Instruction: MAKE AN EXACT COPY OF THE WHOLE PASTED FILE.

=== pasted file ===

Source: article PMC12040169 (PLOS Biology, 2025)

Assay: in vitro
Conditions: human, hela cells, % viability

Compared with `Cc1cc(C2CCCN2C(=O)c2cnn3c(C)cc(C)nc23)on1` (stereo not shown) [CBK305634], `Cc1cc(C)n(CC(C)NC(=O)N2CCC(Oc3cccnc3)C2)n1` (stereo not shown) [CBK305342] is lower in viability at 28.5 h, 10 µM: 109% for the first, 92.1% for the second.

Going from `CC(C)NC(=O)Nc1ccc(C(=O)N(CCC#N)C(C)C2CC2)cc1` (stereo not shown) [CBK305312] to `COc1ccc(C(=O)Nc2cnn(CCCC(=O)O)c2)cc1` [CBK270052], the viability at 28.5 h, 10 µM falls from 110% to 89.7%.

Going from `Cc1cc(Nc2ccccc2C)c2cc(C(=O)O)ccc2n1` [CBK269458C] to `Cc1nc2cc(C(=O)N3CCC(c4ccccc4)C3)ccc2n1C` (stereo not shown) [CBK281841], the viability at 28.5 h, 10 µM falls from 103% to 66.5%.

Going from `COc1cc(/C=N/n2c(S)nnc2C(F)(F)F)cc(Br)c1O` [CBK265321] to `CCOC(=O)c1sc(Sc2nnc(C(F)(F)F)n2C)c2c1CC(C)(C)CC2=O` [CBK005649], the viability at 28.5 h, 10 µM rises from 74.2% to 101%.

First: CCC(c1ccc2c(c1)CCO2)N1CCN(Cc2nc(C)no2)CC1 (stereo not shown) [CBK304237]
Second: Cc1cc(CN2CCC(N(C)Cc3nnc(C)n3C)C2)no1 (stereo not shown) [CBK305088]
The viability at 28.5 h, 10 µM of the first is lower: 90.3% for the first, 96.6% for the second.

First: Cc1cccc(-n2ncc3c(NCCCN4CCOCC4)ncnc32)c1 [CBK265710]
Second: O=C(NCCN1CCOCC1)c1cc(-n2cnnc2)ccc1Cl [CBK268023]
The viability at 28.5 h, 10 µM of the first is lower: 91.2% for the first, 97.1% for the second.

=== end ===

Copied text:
Source: article PMC12040169 (PLOS Biology, 2025)

Assay: in vitro
Conditions: human, hela cells, % viability

Compared with `Cc1cc(C2CCCN2C(=O)c2cnn3c(C)cc(C)nc23)on1` (stereo not shown) [CBK305634], `Cc1cc(C)n(CC(C)NC(=O)N2CCC(Oc3cccnc3)C2)n1` (stereo not shown) [CBK305342] is lower in viability at 28.5 h, 10 µM: 109% for the first, 92.1% for the second.

Going from `CC(C)NC(=O)Nc1ccc(C(=O)N(CCC#N)C(C)C2CC2)cc1` (stereo not shown) [CBK305312] to `COc1ccc(C(=O)Nc2cnn(CCCC(=O)O)c2)cc1` [CBK270052], the viability at 28.5 h, 10 µM falls from 110% to 89.7%.

Going from `Cc1cc(Nc2ccccc2C)c2cc(C(=O)O)ccc2n1` [CBK269458C] to `Cc1nc2cc(C(=O)N3CCC(c4ccccc4)C3)ccc2n1C` (stereo not shown) [CBK281841], the viability at 28.5 h, 10 µM falls from 103% to 66.5%.

Going from `COc1cc(/C=N/n2c(S)nnc2C(F)(F)F)cc(Br)c1O` [CBK265321] to `CCOC(=O)c1sc(Sc2nnc(C(F)(F)F)n2C)c2c1CC(C)(C)CC2=O` [CBK005649], the viability at 28.5 h, 10 µM rises from 74.2% to 101%.

First: CCC(c1ccc2c(c1)CCO2)N1CCN(Cc2nc(C)no2)CC1 (stereo not shown) [CBK304237]
Second: Cc1cc(CN2CCC(N(C)Cc3nnc(C)n3C)C2)no1 (stereo not shown) [CBK305088]
The viability at 28.5 h, 10 µM of the first is lower: 90.3% for the first, 96.6% for the second.

First: Cc1cccc(-n2ncc3c(NCCCN4CCOCC4)ncnc32)c1 [CBK265710]
Second: O=C(NCCN1CCOCC1)c1cc(-n2cnnc2)ccc1Cl [CBK268023]
The viability at 28.5 h, 10 µM of the first is lower: 91.2% for the first, 97.1% for the second.